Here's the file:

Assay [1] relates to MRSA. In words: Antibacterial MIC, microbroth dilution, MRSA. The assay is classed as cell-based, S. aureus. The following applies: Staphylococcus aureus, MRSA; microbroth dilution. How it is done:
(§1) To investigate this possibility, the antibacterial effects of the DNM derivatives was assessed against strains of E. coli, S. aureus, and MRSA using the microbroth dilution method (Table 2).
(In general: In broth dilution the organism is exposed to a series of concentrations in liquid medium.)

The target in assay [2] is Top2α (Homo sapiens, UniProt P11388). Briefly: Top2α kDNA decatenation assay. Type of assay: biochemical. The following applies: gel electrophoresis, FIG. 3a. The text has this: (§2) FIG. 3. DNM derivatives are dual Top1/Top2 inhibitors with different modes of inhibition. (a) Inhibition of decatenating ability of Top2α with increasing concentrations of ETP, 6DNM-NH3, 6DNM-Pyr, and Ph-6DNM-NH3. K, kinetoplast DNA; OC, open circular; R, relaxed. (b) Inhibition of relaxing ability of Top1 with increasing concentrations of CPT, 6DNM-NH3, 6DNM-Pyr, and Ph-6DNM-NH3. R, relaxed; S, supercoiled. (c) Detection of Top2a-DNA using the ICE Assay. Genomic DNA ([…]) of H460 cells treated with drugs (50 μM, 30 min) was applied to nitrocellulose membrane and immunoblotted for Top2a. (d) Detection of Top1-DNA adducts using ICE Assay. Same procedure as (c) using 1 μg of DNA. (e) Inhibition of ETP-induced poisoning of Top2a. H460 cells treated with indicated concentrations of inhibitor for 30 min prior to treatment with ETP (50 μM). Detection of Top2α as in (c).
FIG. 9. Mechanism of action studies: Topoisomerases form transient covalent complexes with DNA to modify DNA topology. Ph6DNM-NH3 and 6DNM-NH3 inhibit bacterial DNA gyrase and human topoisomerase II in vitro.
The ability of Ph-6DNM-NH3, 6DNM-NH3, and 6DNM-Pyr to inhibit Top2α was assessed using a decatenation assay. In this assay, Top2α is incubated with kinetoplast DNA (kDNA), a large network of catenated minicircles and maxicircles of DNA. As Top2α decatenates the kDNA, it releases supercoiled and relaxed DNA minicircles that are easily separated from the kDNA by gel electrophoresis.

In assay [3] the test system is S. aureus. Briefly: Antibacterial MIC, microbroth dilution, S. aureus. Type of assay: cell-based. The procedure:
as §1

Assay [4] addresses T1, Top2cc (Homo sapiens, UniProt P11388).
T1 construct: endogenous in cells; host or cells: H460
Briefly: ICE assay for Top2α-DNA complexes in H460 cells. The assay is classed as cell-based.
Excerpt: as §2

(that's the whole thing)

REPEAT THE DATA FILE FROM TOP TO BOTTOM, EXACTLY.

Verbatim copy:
Assay [1] relates to MRSA. In words: Antibacterial MIC, microbroth dilution, MRSA. The assay is classed as cell-based, S. aureus. The following applies: Staphylococcus aureus, MRSA; microbroth dilution. How it is done:
(§1) To investigate this possibility, the antibacterial effects of the DNM derivatives was assessed against strains of E. coli, S. aureus, and MRSA using the microbroth dilution method (Table 2).
(In general: In broth dilution the organism is exposed to a series of concentrations in liquid medium.)

The target in assay [2] is Top2α (Homo sapiens, UniProt P11388). Briefly: Top2α kDNA decatenation assay. Type of assay: biochemical. The following applies: gel electrophoresis, FIG. 3a. The text has this: (§2) FIG. 3. DNM derivatives are dual Top1/Top2 inhibitors with different modes of inhibition. (a) Inhibition of decatenating ability of Top2α with increasing concentrations of ETP, 6DNM-NH3, 6DNM-Pyr, and Ph-6DNM-NH3. K, kinetoplast DNA; OC, open circular; R, relaxed. (b) Inhibition of relaxing ability of Top1 with increasing concentrations of CPT, 6DNM-NH3, 6DNM-Pyr, and Ph-6DNM-NH3. R, relaxed; S, supercoiled. (c) Detection of Top2a-DNA using the ICE Assay. Genomic DNA ([…]) of H460 cells treated with drugs (50 μM, 30 min) was applied to nitrocellulose membrane and immunoblotted for Top2a. (d) Detection of Top1-DNA adducts using ICE Assay. Same procedure as (c) using 1 μg of DNA. (e) Inhibition of ETP-induced poisoning of Top2a. H460 cells treated with indicated concentrations of inhibitor for 30 min prior to treatment with ETP (50 μM). Detection of Top2α as in (c).
FIG. 9. Mechanism of action studies: Topoisomerases form transient covalent complexes with DNA to modify DNA topology. Ph6DNM-NH3 and 6DNM-NH3 inhibit bacterial DNA gyrase and human topoisomerase II in vitro.
The ability of Ph-6DNM-NH3, 6DNM-NH3, and 6DNM-Pyr to inhibit Top2α was assessed using a decatenation assay. In this assay, Top2α is incubated with kinetoplast DNA (kDNA), a large network of catenated minicircles and maxicircles of DNA. As Top2α decatenates the kDNA, it releases supercoiled and relaxed DNA minicircles that are easily separated from the kDNA by gel electrophoresis.

In assay [3] the test system is S. aureus. Briefly: Antibacterial MIC, microbroth dilution, S. aureus. Type of assay: cell-based. The procedure:
as §1

Assay [4] addresses T1, Top2cc (Homo sapiens, UniProt P11388).
T1 construct: endogenous in cells; host or cells: H460
Briefly: ICE assay for Top2α-DNA complexes in H460 cells. The assay is classed as cell-based.
Excerpt: as §2